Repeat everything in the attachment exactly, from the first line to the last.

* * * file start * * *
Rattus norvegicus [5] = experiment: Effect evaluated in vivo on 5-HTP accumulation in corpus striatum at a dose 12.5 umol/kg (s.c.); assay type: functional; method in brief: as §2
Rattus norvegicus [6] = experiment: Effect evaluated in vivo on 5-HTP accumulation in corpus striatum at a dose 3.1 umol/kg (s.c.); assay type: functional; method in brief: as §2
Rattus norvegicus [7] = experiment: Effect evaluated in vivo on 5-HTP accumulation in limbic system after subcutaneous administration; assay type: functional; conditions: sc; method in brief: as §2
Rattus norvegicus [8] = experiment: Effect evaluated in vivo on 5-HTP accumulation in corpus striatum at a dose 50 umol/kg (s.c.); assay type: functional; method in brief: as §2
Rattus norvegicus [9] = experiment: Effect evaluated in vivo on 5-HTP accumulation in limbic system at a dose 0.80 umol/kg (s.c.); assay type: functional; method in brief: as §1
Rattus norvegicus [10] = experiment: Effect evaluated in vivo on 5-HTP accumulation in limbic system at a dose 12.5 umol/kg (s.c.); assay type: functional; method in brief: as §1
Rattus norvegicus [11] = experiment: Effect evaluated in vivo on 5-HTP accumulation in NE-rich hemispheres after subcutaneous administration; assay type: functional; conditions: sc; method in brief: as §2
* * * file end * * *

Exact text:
Rattus norvegicus [5] = experiment: Effect evaluated in vivo on 5-HTP accumulation in corpus striatum at a dose 12.5 umol/kg (s.c.); assay type: functional; method in brief: as §2
Rattus norvegicus [6] = experiment: Effect evaluated in vivo on 5-HTP accumulation in corpus striatum at a dose 3.1 umol/kg (s.c.); assay type: functional; method in brief: as §2
Rattus norvegicus [7] = experiment: Effect evaluated in vivo on 5-HTP accumulation in limbic system after subcutaneous administration; assay type: functional; conditions: sc; method in brief: as §2
Rattus norvegicus [8] = experiment: Effect evaluated in vivo on 5-HTP accumulation in corpus striatum at a dose 50 umol/kg (s.c.); assay type: functional; method in brief: as §2
Rattus norvegicus [9] = experiment: Effect evaluated in vivo on 5-HTP accumulation in limbic system at a dose 0.80 umol/kg (s.c.); assay type: functional; method in brief: as §1
Rattus norvegicus [10] = experiment: Effect evaluated in vivo on 5-HTP accumulation in limbic system at a dose 12.5 umol/kg (s.c.); assay type: functional; method in brief: as §1
Rattus norvegicus [11] = experiment: Effect evaluated in vivo on 5-HTP accumulation in NE-rich hemispheres after subcutaneous administration; assay type: functional; conditions: sc; method in brief: as §2